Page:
I did it again today. #momfail. Forgot to check the school calendar to notice the kids didn’t have school today. Yet, I hustled them out the door with a hastily counted 100 day collection of buttons from the jar, bellies filled with mandatory breakfast, and reminders to please stay for reading club. Dropping my four year old foster daughter off at care for the day I get the overdue notification that drops like a rock.
“Mom, the bike racks are empty.”
I’m due at work in 30 minutes, a 20 minute commute, and two kids who now have nowhere to be for the day. I thought the scrambled 100th day of school collection was my mom fail of the day. Ha. This is now it. #momfail
I’ve always been prone. Often been guilty. Locking the keys in the car. Locking myself out of the apartment while the toddler was napping inside it. Locking the keys and the baby in the car while it was running. All fine moments in my parenting career, but hardly the pinnacle. I’m reaching new heights all the time. I’ve seen some mothers recklessly tossing around the term to describe baked goods that didn’t rise. Entry level, folks. These greenies are hardly reaching their potential. There’s so much more to come. Forget to feed the kids, instead of forgetting the baking powder and then we can talk.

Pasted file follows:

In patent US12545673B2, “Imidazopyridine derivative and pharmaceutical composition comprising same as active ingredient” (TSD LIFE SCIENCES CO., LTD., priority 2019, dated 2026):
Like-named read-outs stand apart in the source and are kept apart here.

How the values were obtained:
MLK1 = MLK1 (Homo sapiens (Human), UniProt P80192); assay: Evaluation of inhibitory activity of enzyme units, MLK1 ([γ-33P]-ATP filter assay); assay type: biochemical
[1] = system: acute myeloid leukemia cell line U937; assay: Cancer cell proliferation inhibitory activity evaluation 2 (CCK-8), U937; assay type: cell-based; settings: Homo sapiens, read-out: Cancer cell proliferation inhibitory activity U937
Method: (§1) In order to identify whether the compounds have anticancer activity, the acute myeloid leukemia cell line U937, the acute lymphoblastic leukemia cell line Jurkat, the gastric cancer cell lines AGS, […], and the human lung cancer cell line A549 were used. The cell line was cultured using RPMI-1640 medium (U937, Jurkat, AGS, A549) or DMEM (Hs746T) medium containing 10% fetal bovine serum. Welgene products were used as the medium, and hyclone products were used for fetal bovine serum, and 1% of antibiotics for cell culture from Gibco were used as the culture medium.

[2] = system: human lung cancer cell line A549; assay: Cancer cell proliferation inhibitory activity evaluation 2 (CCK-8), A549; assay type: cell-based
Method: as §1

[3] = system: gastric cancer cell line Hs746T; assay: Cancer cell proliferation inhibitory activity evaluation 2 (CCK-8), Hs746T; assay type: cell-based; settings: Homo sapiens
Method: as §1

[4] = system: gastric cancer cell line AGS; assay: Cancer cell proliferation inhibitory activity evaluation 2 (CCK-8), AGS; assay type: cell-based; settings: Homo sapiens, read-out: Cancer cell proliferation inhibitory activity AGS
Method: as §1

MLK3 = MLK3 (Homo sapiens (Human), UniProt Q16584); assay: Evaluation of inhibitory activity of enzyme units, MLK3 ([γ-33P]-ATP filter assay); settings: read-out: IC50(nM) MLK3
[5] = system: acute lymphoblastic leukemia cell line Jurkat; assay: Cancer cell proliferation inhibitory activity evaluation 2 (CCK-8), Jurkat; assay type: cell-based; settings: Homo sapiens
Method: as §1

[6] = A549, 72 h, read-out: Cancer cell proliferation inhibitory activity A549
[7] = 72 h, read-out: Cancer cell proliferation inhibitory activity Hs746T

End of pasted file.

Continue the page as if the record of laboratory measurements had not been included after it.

I’m not a bad mother, nope not at all, but sometimes there are a lot of plates to spin. Some have been handed to me. Some others I’ve freely selected for myself. Big and little, fanciful and hefty. I have quite a collection. I’m willing to stretch, to contort myself to try and keep them all going. Dropping them occasionally doesn’t mean I can’t balance: it’s evidence I’m still learning. Realizing that maybe I need a little more practice and preparation to keep my act together. Or maybe if I can’t manage it comfortably after all, to scale the show back.
So what if my kids see me falter? They sure aren’t seeing me fail. I can’t be deemed a failure when I’m not failing in the long term. I’m still getting up and going. Maybe I forget a few things, but I’m not finished off.
My kids won’t recall all the days I remember it all, hot breakfast, homemade lunches, and helping in their classrooms. They will remember these chaotic moments and how we dealt with them as they inevitably come; how we laughed and picked up the dropped plates together.
That’s just the season I’m in. It’s busy, it’s chaotic, and it’s really wonderful.*
*At least that’s what the notary public who visited my house last week told me. Walking out the door with my 30 year commitment in her hand, she wistfully smiled at my life, my fails and wins, and plate collection display that reminded her what she once had, and begged, enjoy it.
Go ahead and share your best attempts that fell flat. Make me laugh, that’s the best remedy for this “seasonal” syndrome.